In this week's issue of Science, I write about an ancient DNA study (also published in the journal) which concludes that farming was brought into Europe by immigrants rather than by the spread of farming technology, that is by demic rather than cultural diffusion. The issue has been debated for decades, and no doubt will continue to be debated despite this new evidence. But it is a fascinating study. Here are some excerpts from my story, which, like the paper, is available only to those with online access to Science (although the abstracts can be viewed.) First, the background:
About 11,000 years ago, farming began to replace the hunting-and-gathering lifestyle in the Near East. At first, agriculture spread slowly into Europe via modern-day Turkey, Greece, and Bulgaria. But about 7500 years ago, farming suddenly took off in central Europe, spreading in just a handful of centuries from an epicenter in Hungary and Slovakia to as far east as Ukraine and as far west as France. Rectangular houses sprang up, surrounded by cow pastures and fields of wheat and barley. Researchers have long debated whether this agricultural explosion was sparked by massive migrations of farmers themselves, so-called demic diffusion, or by the spread of farming ideas, known as cultural diffusion.
The basic findings:
The new study goes much further by fully sequencing ancient mtDNA from the skeletons of 25 early farmers as well as from 20 hunter-gatherers, thus allowing for direct comparison of the two ancient groups. The bones were previously unearthed at sites in Lithuania, Poland, Russia, and Germany and are dated from about 15,000 years ago to 4300 years ago. The team found that the mtDNA sequences of the farmers were so genetically distinct from those of the hunter-gatherers that they could not be related. For example, hunter-gatherer skeletons featured a high incidence of two genetic markers, called U4 and U5, which were not found in the farmers, and farmers harbored markers N1a and H, which were not found in the hunter-gatherers. Thus, the first farmers were immigrants who did not immediately mate with the locals.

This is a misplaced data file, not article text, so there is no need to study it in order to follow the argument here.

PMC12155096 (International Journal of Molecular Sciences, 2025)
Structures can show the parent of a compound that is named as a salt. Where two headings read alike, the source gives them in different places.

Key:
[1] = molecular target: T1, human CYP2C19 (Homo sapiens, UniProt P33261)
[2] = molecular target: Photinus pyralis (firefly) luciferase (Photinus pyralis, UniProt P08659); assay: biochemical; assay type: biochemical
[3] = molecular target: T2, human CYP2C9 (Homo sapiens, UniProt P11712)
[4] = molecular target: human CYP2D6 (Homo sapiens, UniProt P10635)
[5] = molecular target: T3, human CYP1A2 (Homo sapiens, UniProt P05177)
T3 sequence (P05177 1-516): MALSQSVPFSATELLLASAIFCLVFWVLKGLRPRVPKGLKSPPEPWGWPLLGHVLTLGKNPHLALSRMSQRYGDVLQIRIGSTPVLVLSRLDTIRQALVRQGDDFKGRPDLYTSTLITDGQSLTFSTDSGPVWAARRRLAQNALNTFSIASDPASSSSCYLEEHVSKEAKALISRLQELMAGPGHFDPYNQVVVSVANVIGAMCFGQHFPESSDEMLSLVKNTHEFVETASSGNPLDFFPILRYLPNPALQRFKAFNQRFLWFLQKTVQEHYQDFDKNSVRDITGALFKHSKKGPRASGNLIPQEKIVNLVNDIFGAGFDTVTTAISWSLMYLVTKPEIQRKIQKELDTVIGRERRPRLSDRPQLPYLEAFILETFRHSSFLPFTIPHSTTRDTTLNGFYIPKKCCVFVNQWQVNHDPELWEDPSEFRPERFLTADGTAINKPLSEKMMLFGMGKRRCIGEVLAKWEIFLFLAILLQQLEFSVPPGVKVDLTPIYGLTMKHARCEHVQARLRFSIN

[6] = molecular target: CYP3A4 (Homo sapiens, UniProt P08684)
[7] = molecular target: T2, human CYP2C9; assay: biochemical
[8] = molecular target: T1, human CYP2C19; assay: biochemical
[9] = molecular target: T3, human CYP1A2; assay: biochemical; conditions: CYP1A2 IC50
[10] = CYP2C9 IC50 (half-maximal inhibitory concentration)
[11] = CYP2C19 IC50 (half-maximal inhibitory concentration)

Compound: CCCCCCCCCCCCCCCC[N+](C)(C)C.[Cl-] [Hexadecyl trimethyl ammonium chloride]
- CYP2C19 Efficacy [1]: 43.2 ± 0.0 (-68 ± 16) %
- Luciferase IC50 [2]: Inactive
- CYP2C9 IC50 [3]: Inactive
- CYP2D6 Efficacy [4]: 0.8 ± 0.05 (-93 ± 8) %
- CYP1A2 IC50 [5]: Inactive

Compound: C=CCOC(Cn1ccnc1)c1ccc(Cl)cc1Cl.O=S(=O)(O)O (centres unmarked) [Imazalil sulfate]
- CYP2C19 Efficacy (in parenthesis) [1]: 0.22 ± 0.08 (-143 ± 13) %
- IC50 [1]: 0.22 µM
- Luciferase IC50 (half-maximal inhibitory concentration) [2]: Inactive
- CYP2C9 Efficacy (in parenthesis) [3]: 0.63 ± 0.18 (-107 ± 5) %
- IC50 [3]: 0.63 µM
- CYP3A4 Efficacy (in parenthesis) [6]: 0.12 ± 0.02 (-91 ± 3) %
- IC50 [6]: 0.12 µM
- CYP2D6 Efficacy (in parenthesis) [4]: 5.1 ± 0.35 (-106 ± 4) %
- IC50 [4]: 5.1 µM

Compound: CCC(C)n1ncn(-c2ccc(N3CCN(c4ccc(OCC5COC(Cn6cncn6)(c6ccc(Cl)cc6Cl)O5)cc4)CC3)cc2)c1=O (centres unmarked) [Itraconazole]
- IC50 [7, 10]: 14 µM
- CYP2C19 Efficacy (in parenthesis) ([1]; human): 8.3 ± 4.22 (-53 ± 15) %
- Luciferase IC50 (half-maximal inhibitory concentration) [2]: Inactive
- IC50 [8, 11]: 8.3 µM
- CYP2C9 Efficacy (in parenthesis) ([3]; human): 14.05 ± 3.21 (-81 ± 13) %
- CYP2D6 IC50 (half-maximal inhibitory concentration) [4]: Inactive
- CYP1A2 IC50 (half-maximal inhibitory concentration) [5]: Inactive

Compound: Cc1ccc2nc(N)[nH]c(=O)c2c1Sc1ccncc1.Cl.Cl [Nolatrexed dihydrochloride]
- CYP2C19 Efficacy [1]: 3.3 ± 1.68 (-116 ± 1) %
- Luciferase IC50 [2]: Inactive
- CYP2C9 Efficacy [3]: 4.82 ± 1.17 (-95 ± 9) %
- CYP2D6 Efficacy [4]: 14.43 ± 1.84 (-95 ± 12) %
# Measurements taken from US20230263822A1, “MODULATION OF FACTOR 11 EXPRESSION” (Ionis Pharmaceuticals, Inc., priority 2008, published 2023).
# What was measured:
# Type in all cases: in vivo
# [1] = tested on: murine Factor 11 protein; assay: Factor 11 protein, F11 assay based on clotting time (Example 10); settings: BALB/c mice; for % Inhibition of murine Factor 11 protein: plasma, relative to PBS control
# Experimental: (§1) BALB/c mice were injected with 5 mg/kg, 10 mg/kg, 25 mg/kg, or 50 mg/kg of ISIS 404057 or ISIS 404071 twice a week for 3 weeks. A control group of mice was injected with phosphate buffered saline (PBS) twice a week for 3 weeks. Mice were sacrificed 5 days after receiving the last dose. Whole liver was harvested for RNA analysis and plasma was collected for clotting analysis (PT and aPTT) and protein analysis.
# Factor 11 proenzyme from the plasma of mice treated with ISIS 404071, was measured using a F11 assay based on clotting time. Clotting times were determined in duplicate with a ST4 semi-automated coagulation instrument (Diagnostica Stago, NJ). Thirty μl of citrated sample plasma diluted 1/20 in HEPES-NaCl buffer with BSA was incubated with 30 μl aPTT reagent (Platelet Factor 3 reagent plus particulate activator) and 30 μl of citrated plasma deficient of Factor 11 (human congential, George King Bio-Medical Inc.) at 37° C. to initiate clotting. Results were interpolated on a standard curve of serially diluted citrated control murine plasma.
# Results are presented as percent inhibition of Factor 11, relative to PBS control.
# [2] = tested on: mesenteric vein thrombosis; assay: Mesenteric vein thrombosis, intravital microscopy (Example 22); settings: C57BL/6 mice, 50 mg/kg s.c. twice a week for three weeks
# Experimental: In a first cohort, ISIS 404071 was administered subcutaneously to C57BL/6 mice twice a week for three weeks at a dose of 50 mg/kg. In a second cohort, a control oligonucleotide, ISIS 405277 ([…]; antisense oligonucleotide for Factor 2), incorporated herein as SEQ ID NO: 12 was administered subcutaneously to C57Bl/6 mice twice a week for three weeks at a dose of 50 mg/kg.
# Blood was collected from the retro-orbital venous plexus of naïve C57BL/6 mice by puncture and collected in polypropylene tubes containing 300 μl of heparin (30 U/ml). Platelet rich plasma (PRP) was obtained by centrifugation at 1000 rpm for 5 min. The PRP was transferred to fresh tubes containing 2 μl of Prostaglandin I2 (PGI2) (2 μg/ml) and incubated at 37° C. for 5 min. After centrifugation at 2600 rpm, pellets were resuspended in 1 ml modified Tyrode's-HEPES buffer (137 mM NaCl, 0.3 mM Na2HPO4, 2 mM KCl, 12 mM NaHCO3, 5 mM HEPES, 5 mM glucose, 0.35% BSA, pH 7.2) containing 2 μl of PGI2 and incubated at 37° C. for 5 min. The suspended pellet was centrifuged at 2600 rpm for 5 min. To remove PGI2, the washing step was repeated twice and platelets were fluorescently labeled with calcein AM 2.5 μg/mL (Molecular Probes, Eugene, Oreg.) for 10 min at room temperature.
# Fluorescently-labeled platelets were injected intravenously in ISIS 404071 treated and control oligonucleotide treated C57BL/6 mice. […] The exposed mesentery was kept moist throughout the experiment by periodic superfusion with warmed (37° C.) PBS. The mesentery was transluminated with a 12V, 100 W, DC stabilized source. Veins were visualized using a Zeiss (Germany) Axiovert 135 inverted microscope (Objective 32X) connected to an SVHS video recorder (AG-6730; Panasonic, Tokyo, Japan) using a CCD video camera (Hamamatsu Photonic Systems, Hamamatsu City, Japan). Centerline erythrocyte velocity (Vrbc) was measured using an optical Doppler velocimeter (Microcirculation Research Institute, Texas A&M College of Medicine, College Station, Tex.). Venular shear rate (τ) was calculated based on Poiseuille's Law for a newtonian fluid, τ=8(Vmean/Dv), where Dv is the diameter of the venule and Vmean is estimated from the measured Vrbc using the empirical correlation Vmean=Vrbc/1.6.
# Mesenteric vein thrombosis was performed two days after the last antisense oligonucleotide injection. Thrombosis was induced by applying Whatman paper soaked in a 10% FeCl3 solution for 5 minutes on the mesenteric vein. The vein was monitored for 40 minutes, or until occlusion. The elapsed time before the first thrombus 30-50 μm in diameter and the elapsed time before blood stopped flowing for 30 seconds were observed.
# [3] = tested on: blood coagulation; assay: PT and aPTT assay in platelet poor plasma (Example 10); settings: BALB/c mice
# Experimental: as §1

Some researchers raise concerns about contamination of the ancient DNA samples, which is a chronic problem, although ancient DNA labs take considerable precautions to avoid it. The next step:
... the researchers say, is to find where those immigrant farmers came from. Burger and Pinhasi are already looking for freshly dug skeletons in western Turkey and southeastern Europe.
CREDIT: IVONNE MÜHLEIS, LANDESAMT FÜR DENKMALPFLEGE, BADEN-WÜRTTEMBERG
Even earlier Europeans. Like many others, I reported on the redating of two sites in Spain where handaxes, the Swiss Army knife of the Paleolithic, were found. The earlier of these dates, 900,000 years, nearly doubles the earliest known date for handaxes in Europe. This has all sorts of implications which I won't go into here; the link is free for four weeks from publication.